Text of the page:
Saturday, November 27, 2010

"Why do you call me good?"

"And Jesus said to him, 'Why do you call me good? No one is good except God alone.'"

Mark 10:18

Goodness is a confusing thing. What does it mean to be 'good' and what does it mean to perform 'good' acts? After all what is the underlying quality that renders good things consistently good? On one hand we congratulate international athletes for being world-class and 'good' at their sport, yet we also declare non-athletic children 'good' when they participate in low-level sporting events. Clearly the child and athlete are poles apart but their disparate acts are still 'good'. For the Christian we are encouraged to be good, but really what does that mean? Jesus asks the question in Mark 10:18: why do we call him good?

One preconception of Christians is that we perform good acts in some attempt to achieve a standard of behaviour which will endear us to, or worse hoodwink, a heavenly arbiter into allowing us into heaven. Indeed, this is unfortunately the thought of many professing Christians today. The Bible though makes it clear that good works are not salvation in themselves (Jer. 6:19-21; Hos. 9:3-5) let alone the issue of universal sin (Rom. 3:22-24). But yet we are encouraged to show faith with works (James 2:18-24). All rather confusing. Moreover, on a cosmic scale, who would ever want to worship a God who you could reach by works? Would He actually be just and worth trusting if we could achieve His level of holiness for ourselves? Would you trust any human for your salvation? (This is an appeal to the ontological argument).

The issue still remains: what characterises a good act and why should we perform them? What is it within the act which endows it with the desirable quality of goodness? Mother Theresa, for instance, is often held as a paragon of good works but I would imagine she would never consider her acts good, but rather the right thing to do.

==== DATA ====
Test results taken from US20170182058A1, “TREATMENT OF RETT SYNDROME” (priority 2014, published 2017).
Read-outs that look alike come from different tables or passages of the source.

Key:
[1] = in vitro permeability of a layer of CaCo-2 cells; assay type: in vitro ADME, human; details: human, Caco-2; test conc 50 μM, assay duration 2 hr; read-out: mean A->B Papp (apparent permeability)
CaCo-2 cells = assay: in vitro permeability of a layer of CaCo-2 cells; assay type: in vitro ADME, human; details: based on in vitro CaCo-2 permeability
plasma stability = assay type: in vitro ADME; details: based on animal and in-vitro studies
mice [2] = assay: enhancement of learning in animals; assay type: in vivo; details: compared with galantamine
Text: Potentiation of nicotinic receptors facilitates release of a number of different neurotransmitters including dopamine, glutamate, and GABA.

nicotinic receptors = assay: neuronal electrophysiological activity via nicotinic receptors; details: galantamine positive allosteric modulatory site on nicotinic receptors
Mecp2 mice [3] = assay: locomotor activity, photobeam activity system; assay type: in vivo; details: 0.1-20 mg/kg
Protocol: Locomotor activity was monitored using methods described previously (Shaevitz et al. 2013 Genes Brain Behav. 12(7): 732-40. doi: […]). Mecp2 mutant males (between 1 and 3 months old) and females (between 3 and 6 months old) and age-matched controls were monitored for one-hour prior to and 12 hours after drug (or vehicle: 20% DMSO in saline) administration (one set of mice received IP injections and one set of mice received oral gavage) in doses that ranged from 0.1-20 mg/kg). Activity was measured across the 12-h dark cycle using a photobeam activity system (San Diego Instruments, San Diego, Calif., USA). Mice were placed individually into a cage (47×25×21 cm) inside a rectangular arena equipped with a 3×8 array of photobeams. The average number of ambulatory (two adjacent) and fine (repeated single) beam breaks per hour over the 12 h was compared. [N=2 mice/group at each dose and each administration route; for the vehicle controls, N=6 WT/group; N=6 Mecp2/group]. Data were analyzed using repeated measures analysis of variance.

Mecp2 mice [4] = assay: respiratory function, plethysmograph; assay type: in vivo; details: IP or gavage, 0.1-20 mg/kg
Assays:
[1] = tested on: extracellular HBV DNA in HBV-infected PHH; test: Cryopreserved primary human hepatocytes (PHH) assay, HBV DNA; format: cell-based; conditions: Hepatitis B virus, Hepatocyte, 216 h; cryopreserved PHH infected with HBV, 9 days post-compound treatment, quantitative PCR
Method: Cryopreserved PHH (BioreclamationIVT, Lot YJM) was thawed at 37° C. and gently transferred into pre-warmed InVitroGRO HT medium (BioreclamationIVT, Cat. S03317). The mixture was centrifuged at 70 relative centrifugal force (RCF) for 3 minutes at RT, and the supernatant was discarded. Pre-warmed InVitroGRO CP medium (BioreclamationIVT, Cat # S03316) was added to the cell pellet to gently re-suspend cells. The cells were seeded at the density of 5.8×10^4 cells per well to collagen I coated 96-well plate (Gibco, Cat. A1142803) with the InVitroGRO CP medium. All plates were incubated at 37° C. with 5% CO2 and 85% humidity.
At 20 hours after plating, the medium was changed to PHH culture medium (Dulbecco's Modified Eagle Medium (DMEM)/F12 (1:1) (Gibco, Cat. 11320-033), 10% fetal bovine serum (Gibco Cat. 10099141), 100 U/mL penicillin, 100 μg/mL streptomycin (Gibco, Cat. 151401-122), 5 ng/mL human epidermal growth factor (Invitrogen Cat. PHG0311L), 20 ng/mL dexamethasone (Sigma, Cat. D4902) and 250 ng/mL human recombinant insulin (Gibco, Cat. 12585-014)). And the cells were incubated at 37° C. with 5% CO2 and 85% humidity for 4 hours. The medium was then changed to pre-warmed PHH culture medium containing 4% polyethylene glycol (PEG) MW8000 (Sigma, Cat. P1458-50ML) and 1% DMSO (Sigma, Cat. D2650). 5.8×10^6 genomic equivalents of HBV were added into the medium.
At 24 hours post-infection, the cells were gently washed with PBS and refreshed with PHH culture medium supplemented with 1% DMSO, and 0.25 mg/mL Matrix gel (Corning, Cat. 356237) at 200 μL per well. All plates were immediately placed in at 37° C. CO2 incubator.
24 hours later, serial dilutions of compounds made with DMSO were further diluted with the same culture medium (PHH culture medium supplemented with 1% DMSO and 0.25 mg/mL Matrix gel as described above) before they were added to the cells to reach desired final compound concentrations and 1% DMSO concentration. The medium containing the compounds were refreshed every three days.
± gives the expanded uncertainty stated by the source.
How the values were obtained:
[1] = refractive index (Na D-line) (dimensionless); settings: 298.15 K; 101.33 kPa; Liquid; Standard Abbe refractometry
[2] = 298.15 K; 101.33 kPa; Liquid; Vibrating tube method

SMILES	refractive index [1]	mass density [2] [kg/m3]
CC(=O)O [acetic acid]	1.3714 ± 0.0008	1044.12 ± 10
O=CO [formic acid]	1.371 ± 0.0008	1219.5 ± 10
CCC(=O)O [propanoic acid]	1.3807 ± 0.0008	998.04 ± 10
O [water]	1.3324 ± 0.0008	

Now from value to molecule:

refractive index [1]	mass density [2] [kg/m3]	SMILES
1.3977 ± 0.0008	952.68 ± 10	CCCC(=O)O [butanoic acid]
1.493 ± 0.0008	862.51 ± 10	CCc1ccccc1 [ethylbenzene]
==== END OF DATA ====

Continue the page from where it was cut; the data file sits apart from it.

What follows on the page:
Good acts are usually directed towards others whether they are conscious of that act or not and in some way they become 'enhanced' or reap some benefit from that act. What is Christian reasoning behind this? Well, I think that at their core good acts are those which endow those who bear the image of God (Gen. 1:26) with dignity. Think about it: Mother Theresa's acts dignified the poor, turning the unloved into the loved. She refused to accept them as 'lesser' people but could see they bore the image of God within them: "This is Jesus. . . In distressing disguise." See adopted Matt. 25:31-46 into her heart.

By performing good acts we glorify the image of God in others and as a consequence glorify Him. Consider Jesus' miracles: healing the woman with the haemorrhage and Jairus' daughter (Mark 5:21-43), healing the man possessed by Legion (Mark 5:1-20) and the lepers (e.g. Matt. 8:1-3). These people were effectively the 'living dead' excluded from the nation of Israel and therefore under judgement - yet Jesus reaches out to them and by doing so endows them with dignity and healing to return to 'life'. Note as well He actually touched the 'dead', an act forbidden by Levitical law thereby showing that good acts cannot be restrained by death - they have no enemy. Furthermore, is not the mere presence of God Incarnate an act of dignity bestowed upon all man? Was God not saying "You matter"?This is a rather satisfying turn of events which harks back the the first Westminster confession of faith.

By endowing others with dignity and serving them is to engage in the Trinitarian model of relationship and if that model is appropriate enough for God then how much more us. Your acts of kindness and goodness say to that person: you matter, just as Jesus speaks to "You matter" to us. By engaging in these acts we transcend creation and enter into activities divine and by so doing glorify God. Win-win.

No comments: